Along with its rave reviews, the booklet that comes with the set includes descriptions of each card along with suggested activities that are contemplative and explorative in nature. The emphasis on self-care is a big deal for me. So, I decided to try one more time and bought myself a set.

In this case, the third time was an absolute charm! “The Neo Tarot” deck has met all of my needs and gone beyond my expectations. It is written in a tone that is gentle and thoughtful. The artwork features images of people with various skin tones, body sizes, and genders. The entire package is skillfully designed. I absolutely love the artwork. This deck was constructed with an awareness of inclusivity and the importance of self-care and healing.

Both the creator (Jerico Mandybur) and the artist (Daiana Ruiz) hit this out of the ballpark in terms of how its visual design and thematic elements integrate with the written content. One significant complaint about this deck from various reviews is that its booklet is attached to the box that holds the cards. As such, one has to hold the entire box in order to read about each card. This does make using this set feel a little clunky, but I have gotten used to it. It’s also not as easy to pack into a bag when traveling because of the thickness of the whole box. To me, these are minor complaints. The benefits of the deck far outweigh it significantly.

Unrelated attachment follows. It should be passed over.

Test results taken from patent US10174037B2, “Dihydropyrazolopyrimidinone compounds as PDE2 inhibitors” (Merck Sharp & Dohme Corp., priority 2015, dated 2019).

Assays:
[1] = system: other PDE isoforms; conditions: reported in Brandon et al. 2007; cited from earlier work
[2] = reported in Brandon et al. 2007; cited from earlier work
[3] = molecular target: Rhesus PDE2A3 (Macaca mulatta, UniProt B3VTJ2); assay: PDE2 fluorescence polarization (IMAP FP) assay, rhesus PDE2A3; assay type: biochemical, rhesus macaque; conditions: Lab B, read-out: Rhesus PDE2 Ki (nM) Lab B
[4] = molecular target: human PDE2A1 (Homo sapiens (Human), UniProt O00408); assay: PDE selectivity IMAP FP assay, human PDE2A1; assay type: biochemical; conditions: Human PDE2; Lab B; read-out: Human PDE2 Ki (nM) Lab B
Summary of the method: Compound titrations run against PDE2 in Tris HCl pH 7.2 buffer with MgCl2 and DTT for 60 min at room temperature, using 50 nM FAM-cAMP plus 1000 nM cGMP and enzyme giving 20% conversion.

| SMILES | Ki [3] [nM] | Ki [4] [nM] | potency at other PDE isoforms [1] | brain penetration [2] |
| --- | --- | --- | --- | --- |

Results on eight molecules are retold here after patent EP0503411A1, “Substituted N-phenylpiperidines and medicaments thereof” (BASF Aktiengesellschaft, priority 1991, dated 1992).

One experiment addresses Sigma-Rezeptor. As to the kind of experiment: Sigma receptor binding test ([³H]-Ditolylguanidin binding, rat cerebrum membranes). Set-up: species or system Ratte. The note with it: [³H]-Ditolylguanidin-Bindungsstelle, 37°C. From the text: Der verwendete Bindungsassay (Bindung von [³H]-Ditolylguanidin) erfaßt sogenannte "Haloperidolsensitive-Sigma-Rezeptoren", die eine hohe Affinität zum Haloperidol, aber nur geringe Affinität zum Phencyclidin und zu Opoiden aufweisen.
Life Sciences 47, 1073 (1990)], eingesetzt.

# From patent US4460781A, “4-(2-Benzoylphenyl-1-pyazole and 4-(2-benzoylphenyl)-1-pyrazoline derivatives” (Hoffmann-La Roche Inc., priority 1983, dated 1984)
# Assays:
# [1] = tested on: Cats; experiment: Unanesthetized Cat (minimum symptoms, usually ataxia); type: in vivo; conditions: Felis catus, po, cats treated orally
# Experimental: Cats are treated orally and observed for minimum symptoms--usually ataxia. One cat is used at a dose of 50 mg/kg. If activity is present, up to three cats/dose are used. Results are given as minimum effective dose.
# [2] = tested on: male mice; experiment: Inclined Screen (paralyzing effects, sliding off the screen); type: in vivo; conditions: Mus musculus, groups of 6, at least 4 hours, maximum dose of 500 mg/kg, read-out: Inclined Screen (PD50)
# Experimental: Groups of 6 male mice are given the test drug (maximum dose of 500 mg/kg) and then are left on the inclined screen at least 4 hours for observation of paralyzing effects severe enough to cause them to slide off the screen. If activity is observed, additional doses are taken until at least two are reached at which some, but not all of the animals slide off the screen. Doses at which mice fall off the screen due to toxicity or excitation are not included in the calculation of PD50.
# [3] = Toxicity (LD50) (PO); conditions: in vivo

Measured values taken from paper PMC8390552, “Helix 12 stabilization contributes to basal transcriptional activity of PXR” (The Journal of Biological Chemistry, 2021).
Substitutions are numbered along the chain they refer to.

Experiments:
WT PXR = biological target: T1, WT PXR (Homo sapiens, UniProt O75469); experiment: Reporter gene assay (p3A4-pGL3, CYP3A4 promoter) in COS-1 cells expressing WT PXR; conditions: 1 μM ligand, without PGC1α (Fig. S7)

I use this deck every day in the early mornings. I do a one-card reading followed by writing down my thoughts and reflections in a journal that is dedicated to this purpose. What this ritual allows me to do is get me outside of my regular thinking patterns and to contextualize different aspects of self-care and healing into my daily existence. Each card prompts me to explore parts of my life that might need tender mending. As of this post, I’ve been doing this morning practice now for almost four months, and I now have a deeper awareness of what I need to do to protect, nurture, expand my wellbeing.

This may not be the last set of Tarot cards I will ever use, but at this current stage of my life when I am seeking to heal and prioritize my personal health and wellness of my mind, body, and spirit, this set is perfect for me.